Tom’s T-score = 3.52 and you’re effectively paying £1 per 3.52 engagements that Tom is generating for himself.
(This doesn’t mean you’ll get 3.52 engagements per £1 on your sponsored content, but it gives you a good idea of how much engagement you will hope to see per £1 spent.)
How to find influencers
The type of influencer you’re looking for will depend on the goals of your campaign.
“To find influencers that fit your business, you need to have an in-depth understanding of your own brand and how you want to be perceived,” Anna-Marie Odubote explained.
“There are many influencer discovery tools online that you can use to search for influencers in certain categories and countries. If you want to find more bespoke influencers, the best way would be to manually search social media.”
Here are a couple of tools to help you discover influencers in your niche:
Followerwonk is a brilliant tool from Moz. It allows you to search for keywords in Twitter user bios to find those with the most authority and largest reach.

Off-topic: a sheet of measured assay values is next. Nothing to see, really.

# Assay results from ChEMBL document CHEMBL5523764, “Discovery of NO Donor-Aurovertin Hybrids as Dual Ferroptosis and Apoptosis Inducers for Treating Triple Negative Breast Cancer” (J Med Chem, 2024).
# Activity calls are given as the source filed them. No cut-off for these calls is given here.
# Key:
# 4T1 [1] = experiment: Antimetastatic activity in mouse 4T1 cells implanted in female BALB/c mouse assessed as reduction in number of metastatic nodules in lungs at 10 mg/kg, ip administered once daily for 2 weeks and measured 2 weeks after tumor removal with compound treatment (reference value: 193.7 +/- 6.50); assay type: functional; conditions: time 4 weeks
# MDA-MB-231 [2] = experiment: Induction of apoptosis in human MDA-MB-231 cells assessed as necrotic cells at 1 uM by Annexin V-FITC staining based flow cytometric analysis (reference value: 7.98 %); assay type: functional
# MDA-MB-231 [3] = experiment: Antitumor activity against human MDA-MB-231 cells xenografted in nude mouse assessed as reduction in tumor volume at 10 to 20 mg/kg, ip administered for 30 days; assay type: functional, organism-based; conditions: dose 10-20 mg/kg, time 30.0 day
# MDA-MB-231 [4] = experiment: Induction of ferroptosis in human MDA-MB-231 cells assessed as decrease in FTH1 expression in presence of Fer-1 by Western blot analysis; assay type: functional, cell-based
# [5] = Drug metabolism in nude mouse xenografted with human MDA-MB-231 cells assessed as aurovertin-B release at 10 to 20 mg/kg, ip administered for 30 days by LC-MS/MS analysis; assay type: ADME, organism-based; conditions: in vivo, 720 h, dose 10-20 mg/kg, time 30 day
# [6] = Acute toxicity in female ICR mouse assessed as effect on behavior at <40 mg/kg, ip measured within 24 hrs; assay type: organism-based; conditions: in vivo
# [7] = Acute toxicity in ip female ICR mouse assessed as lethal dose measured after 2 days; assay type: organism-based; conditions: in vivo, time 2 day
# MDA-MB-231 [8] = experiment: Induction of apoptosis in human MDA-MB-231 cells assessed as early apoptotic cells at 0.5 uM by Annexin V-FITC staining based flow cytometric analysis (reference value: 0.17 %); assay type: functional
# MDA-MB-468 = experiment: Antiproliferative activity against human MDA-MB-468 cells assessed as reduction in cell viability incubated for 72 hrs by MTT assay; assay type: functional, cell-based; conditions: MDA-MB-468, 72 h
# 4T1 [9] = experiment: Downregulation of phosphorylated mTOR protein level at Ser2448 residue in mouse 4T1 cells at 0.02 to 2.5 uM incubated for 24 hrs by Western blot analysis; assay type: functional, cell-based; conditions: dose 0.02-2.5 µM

Klear allows you to search for keywords and discover relevant influencers on both Twitter and Instagram. You can also filter users by skills and location as well as add all your selected influencers to a list.
Content + Distribution: The perfect mix
When you’re looking for an influencer to partner with, the ideal influencer tends to have two key abilities:
- The ability to create content
- The ability to distribute content
Great content is the heart and soul of any influencer marketing campaign.
Most influencers have managed to build their audience through creating their own, unique brand of content, and if you’re simply asking them to share a piece of content you’ve created, it can feel a little inauthentic and stand out as an advert or sponsored posts.